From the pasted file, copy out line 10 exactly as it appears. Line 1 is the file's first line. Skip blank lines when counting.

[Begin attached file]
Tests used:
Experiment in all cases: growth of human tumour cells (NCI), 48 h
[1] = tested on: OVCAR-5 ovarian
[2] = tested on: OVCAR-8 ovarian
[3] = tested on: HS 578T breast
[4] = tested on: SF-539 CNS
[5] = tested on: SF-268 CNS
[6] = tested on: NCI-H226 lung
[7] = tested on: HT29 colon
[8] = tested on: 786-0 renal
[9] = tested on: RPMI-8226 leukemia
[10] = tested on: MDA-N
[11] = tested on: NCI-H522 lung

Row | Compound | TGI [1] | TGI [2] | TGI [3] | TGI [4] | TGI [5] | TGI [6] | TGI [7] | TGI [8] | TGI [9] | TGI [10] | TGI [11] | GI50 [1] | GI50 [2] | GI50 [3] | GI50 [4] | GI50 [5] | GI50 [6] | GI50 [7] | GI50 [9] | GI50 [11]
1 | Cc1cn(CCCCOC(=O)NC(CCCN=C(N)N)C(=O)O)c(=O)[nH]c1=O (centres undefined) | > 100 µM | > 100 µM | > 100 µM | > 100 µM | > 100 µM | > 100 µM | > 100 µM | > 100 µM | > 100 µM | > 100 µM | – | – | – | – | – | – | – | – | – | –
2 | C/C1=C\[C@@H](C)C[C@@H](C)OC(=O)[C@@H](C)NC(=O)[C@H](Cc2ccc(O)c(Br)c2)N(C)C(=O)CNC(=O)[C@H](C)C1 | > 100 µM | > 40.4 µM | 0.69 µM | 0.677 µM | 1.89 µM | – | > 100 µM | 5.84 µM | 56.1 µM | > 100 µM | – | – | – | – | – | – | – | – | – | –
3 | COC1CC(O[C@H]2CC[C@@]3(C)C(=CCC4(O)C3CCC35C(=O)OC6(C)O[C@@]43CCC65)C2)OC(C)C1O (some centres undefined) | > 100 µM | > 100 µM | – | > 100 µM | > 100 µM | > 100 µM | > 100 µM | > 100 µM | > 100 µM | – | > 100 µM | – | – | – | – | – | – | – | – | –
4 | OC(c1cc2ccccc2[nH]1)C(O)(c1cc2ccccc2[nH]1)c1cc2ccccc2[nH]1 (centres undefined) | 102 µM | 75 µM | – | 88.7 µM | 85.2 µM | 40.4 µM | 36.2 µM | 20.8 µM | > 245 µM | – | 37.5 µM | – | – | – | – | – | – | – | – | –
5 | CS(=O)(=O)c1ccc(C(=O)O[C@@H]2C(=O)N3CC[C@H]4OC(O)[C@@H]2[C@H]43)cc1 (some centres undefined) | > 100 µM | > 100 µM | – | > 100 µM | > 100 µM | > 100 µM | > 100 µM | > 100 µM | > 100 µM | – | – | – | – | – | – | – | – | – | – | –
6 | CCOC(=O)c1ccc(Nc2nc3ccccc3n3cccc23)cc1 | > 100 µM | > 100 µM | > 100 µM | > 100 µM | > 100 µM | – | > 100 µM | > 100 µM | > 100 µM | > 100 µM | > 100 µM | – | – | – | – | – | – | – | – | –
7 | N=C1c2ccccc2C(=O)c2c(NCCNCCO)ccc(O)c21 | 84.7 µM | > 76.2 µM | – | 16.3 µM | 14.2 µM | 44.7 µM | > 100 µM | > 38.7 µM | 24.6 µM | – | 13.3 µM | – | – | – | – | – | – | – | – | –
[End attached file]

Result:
[8] = tested on: 786-0 renal